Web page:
Out of all of the books I’ve read so far for 12 Days of Diversity, I think this may be my favorite. The Song of Achilles is a retelling of The Iliad, but also recounts events from before and after that story. It follows Achilles, born of a mortal raping a goddess, and his constant companion, Patroclus, an exiled prince. To be perfectly honest, I’ve never read The Iliad, but I did my due diligence and read a synopsis before I tackled this book (when reading a retelling, I always like to know how it compares to the original). At the points that overlap with The Iliad, this seems to be a fairly faithful retelling. In this version, Patroclus and Achilles are lovers, which has been surmised as a possibility by scholars when discussing the original text as well. Their story is, quite simply put, beautiful.
Told from the point of view of Patroclus, the story begins with his childhood under a cruel father-king. Once exiled, he is taken in by Pelelus, Achilles’ father, and eventually befriends Achilles himself. Through Patroclus’ eyes, we see a hero conflicted about his fate, a cruel goddess mother, and, eventually, one unafraid to love his best friend in a society not altogether accepting of it. Patroclus, on the other hand, is not as fearless as Achilles and constantly struggles with what he should do and what his role should be in Achilles’ life, focusing mainly on what is best for Achilles as an aspiring god-like hero.
I really loved the characterizations of both Achilles and Patroclus as given here. Patroclus is completely relatable in almost everything that happens to him. Even though I’ve never done many of the things he has, his thoughts and rationale were always clear and understandable. Achilles is depicted as beautiful and god-like, but also a trusting and caring individual (for the most part). At times, later in the story especially, he is also mercurial, and somewhat hard to understand, but the ways that he and Patroclus deal with these issues give you a better picture of their relationship, too. They very much love each other, and can’t live without one another, and I also appreciated that their relationship wasn’t portrayed as entirely without physicality.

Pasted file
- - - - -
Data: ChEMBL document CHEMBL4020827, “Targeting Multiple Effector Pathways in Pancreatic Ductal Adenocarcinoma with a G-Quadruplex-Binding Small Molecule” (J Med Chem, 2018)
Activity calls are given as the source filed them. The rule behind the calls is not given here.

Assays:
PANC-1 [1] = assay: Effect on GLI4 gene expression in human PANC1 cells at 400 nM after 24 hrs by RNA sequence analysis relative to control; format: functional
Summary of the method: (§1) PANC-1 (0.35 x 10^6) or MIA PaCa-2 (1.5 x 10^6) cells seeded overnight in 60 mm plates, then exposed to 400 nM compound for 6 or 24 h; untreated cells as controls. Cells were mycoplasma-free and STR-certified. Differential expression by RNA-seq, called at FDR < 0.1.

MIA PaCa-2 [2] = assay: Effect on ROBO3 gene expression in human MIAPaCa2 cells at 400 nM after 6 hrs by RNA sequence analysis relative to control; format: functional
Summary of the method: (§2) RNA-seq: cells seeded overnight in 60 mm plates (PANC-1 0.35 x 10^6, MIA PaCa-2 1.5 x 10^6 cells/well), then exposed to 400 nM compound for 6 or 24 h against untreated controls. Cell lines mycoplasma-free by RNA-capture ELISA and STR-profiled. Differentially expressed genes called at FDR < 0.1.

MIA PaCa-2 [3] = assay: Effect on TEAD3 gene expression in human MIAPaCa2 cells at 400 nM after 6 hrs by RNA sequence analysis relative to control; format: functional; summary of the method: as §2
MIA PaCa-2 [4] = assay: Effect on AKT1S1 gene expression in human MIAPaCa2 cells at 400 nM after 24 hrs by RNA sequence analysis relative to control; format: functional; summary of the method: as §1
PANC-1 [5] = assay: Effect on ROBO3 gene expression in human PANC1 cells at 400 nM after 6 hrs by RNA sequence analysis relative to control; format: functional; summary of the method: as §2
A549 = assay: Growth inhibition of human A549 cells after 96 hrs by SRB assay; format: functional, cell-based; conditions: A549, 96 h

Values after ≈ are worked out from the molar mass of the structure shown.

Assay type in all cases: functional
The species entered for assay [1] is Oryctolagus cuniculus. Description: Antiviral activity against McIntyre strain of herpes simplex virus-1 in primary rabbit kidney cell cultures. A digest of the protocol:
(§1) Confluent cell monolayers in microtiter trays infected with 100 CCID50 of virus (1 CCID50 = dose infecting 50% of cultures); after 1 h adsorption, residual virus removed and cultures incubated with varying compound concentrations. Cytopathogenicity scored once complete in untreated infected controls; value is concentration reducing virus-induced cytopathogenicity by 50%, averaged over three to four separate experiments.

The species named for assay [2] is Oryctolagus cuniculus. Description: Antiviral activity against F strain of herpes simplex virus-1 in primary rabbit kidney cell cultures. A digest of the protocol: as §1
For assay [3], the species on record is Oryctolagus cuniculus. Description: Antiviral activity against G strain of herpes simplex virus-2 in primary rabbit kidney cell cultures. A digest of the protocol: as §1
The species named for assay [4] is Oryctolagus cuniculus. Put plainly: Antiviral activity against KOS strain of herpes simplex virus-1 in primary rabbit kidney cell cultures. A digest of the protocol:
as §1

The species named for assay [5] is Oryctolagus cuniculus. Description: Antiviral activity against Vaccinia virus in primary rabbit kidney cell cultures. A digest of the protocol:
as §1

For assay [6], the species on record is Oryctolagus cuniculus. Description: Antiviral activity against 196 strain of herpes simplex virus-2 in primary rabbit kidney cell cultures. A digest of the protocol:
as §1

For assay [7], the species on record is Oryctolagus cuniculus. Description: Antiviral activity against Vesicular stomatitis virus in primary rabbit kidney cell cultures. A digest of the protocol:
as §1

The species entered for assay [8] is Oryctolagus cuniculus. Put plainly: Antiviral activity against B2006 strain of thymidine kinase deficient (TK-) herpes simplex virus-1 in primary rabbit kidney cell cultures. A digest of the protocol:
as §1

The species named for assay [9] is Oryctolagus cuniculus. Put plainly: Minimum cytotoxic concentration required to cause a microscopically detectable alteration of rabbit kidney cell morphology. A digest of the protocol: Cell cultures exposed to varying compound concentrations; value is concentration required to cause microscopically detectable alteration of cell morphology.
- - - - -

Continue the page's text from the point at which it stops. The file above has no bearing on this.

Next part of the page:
In addition to beautiful characterization, I just really loved the way the story was told. The language was perfect, supporting characters were fairly deeply explored, and the attention to detail regarding the role of religion and mythology in society was wonderful. It was fun to see supporting characters such as Odysseus, who undertakes his own mythological journey after this story ends, and to hear discussions about Heracles (Hercules) and his importance, despite the fact that he is long dead when this story begins. This world also feels super realistic in this telling, even with the occasional sightings of a god and the boys’ befriending of a centaur. It’s a world where what we consider mythology today is very much still alive, and angering the gods is a very real danger. The prophecies from the gods are very real, and the only way to ensure honor and glory and your place in legend is to fight and kill. In this world, the beauty of the love between Achilles and Patroclus, though not always perfect, somehow manages to survive.
If you’re looking for a retelling of a Greek myth that is fairly true to the original, then this book is for you. It has love and honor and danger. It has crossdressing and angry gods and human sacrifice. There’s also all of the less desirable aspects of society at that time, including rape. Overall, though, it is a beautiful story about two men, one destined to be a legend, and the other destined to love him eternally, no matter where or how their lives end.
Rating: 5 out of 5 stars
Have any good retellings of Greek myths I should know about? Will you read this one? Let me know below!